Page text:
Weightless-N network goes live across the capital with support from the government’s Digital Catapult centre
An Internet of Things (IoT) network using the open ‘Weightless-N’ standard has gone live across London, with the government-backed Digital Catapult Centre in London lending its support to the project.
Weightless-N was published only last month and is pitched as a cheaper, more innovative alternative to proprietary standards, allowing for cheaper hardware as any manufacturer can create base stations or endpoints.
The Weightless Special Interest Group (SIG) claims a terminal device can be made for as little as $2 and a base station for less than $3,000 – less than other platforms that lock users into one ecosystem.
The standard uses sub-1GHz ‘ultra-narrowband (UNB)’ spectrum powered by differential binary phase shift keying (DBSPK) technology, a frequency hopping algorithm and 128-bit encryption to reduce interference and boost security.
This, the SIG claims, results in excellent signal reach of several kilometres, even in “challenging” urban areas like London, and allows for multiple networks in a single location.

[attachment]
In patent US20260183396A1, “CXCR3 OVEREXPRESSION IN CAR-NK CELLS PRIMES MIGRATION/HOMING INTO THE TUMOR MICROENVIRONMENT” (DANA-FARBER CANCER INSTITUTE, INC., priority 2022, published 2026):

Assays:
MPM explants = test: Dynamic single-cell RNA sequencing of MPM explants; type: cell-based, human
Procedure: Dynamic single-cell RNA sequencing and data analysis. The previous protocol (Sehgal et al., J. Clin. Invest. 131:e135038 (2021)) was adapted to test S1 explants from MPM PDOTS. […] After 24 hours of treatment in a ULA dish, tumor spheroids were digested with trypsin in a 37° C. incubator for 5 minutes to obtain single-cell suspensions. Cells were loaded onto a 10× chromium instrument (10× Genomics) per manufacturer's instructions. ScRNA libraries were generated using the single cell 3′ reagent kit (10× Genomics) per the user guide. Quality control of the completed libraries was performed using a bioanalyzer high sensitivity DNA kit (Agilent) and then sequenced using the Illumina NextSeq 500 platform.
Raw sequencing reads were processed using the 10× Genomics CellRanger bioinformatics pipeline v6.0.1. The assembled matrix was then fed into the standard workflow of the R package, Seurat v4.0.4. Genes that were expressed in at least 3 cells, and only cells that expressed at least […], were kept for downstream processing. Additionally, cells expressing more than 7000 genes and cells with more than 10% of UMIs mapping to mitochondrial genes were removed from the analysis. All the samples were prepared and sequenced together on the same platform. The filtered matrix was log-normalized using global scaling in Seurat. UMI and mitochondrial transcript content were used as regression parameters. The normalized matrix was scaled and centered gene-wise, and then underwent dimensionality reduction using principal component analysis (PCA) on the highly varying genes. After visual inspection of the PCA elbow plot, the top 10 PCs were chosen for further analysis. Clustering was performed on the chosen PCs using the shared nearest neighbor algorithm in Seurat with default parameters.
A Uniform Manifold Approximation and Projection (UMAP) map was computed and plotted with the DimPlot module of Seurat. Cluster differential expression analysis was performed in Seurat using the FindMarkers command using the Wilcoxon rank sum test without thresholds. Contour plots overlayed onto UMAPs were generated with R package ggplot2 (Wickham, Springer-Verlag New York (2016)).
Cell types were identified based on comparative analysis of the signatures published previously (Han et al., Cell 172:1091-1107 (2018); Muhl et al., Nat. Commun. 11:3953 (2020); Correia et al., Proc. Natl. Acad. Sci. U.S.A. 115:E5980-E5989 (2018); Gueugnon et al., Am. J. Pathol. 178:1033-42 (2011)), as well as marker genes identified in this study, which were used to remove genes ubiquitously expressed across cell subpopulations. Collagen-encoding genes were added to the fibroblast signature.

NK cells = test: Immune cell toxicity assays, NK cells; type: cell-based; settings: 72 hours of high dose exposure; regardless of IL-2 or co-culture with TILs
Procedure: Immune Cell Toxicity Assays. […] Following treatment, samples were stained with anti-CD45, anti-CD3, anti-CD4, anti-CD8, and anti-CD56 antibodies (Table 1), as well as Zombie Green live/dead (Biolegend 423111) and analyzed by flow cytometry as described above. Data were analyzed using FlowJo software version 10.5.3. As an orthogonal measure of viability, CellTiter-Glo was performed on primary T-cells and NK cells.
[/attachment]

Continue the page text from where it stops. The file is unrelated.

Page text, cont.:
The London network covers large swathes of central London, including famous landmarks such as Buckingham Palace, the Tower of London and the Emirates Stadium. The Wireless SIG says it will conduct independent tests soon to see the full reach of the network.
The Digital Catapult Centre, opened late last year, is keen to promote the UK as a leader in IoT, offering resources and assistance to startups developing M2M applications. It has provided the infrastructure on which the base stations in the capital have been deployed.
“We are delighted to be able to provide a platform to showcase Weightless-N technology, a key enabler for Smart City projects not just across the capital but around the world,” said Peter Karney, head of engineering, Digital Catapult. “We are looking forward to opening this up to our network to enable them to continue to showcase the UK’s innovation in this area; we will be leading an open call in the near future allowing these innovators to register their interest in the project.”
Weightless-N is one of two standards made available by the non-profit Weightless SIG, the other being Weightless-W, which uses white spaces – unused portions of TV broadcast spectrum. Version 1.0 of Weightless-N only allows for uplink at present, but bidirectional capability is expected to be added in future iterations.
The Weightless SIG says Wireless-N networks are running on three continents and expects more will be launched in the UK in the coming months.
Do you know about London’s Tech City? Try our quiz!